By Molly Snell-Larch, AmeriCorps Member Service Fellow, LIFT (DC). Ms Snell-Larch is a 2015 Graduate of the College of Wooster and a member of the 2014 Shepherd Intern Cohort.
I came into my summer internship with the Shepherd Consortium fresh off a semester abroad in Copenhagen, Denmark. I felt like a jetsetter, worldly and knowledgeable, easily adapting to cultural differences wherever I went. I felt invincible. When I stepped into the office of LIFT-Boston in Roxbury, Massachusetts, I felt like I had stepped into another world.
Molly Snell-Larch interned at LIFT-Boston in 2014 and has begun her professional career with LIFT – DC.
As a non-profit focused on poverty alleviation through one-on-one service with community members, LIFT employs interns like me as Advocates. During my two months there, I met with community members and helped them create a set of goals, and begin working through them. Typically, these goals centered around employment, housing and public benefits applications, with the ultimate goal being one of economic self-sufficiency. Members (short for community members, implying that they have as much a stake in the outcomes of the partnership as anyone) come in once a week to meet with the same Advocate for one hour, ensuring a long lasting partnership. This partnership, among other things, is an attempt to recognize Members as human beings, and for them to retain the dignity so often stripped from them as a result of social service access.
As a sociology major, I always thought that I understood social inequality in theory; its root causes, the populations it most affects, the way it has burrowed into the most fundamental American values and the ways in which it is self-perpetuating. What I learned at LIFT was that theory is not everything; in many ways it does not even begin to scratch the surface. How do I tell a mother who lost her children because of homelessness that this is really a result of a long history of racialized residential zoning? What good is theory if it is not helping the people who need it the most?
I went back to school for my senior year determined to bridge the gap between theory from the classroom and what I did with LIFT; I wanted to relate my experiences at LIFT with the people in low-income situations to my theoretical understanding of poverty and inequality. Through the College of Wooster’s Independent Study program, I did just that. I wrote a senior capstone thesis on how gendered expectations of women in poverty affects the ways in which they are forced to go about the process of accessing social services. I explored how the intersection of race, class and gender causes women to experience social service access differently, particularly in the ways in which they are defined in relation to their children. This thesis and the interviews I conducted with low-income women solidified my interest in poverty studies and poverty alleviation. It allowed the interplay of theory and life on the ground in a way I had yet experienced, and I then knew that I wanted to continue that type of work.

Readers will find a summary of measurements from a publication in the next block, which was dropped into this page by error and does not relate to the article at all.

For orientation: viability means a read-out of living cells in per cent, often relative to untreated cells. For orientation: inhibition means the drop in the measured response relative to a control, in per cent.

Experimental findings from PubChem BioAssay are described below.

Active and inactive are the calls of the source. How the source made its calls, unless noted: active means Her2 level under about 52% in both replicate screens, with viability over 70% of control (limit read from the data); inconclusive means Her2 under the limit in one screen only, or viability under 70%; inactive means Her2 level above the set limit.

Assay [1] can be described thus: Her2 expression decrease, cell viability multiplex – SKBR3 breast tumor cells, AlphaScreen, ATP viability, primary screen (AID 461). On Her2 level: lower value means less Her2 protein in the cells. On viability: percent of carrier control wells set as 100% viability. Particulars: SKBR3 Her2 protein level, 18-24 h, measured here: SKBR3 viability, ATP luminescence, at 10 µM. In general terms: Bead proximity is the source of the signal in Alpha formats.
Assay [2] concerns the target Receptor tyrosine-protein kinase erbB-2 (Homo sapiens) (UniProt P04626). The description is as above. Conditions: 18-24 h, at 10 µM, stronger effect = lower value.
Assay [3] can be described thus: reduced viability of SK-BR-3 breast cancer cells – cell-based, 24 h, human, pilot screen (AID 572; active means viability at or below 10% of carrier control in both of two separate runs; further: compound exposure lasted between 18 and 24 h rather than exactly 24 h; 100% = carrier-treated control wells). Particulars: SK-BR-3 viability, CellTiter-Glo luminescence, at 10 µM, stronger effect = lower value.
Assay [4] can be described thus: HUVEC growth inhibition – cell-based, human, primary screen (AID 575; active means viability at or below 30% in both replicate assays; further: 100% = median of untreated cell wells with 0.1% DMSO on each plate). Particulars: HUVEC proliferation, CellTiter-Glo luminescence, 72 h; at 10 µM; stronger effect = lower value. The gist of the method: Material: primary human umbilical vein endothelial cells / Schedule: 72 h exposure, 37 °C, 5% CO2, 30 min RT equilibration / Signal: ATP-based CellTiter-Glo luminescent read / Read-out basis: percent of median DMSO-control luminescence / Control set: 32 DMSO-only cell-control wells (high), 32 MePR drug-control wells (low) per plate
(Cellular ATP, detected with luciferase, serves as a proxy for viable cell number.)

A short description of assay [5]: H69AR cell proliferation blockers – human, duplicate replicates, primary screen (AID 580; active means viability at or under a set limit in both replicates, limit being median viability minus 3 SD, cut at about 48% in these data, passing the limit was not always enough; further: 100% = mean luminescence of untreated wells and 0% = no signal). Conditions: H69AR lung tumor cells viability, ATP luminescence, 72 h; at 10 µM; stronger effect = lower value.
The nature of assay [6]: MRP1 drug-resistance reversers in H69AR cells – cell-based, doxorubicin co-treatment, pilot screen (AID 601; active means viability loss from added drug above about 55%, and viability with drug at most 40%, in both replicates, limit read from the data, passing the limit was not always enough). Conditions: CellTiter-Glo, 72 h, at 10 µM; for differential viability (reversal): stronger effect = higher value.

Following my graduation from the College of Wooster, I was offered a job with LIFT, the very same non-profit I gained experience with as a Shepherd Intern, in their office in Washington, D.C. As an AmeriCorps Member Service Fellow, I will be engaging with Members one-on-one on their goal setting and goal achievement. I will also be piloting digital literacy and financial planning programs to further the mission of “LIFTing” people out of poverty for good. LIFT’s Member driven approach continues to inspire me, and helps me see the power of listening, partnership, and the dignity of the individual. My theoretical understanding continues to help me conceptualize that we need people helping underserved populations directly, but we also need people on the macro level allowing lived experiences to influence public policy and opinion.
What my SHECP internship combined with my research taught me, above all, was that even though Roxbury may have felt like another world, it was very much the world we all continue to live in. This is an uncomfortable fact to face in our day-to-day lives; the way we live, the systems we implicitly condone, make lives very difficult for those in less privileged positions than us. We all have the responsibility to use our privileged positions to begin to eradicate the barriers of systems. I will seek to do that through a year of service and learning. Beyond that, I may seek a career informing public policy or teaching others the importance of empathy in poverty studies. Without my Shepherd Internship, this passion for reducing poverty by removing barriers to opportunity may never have found me, and for that I am forever grateful.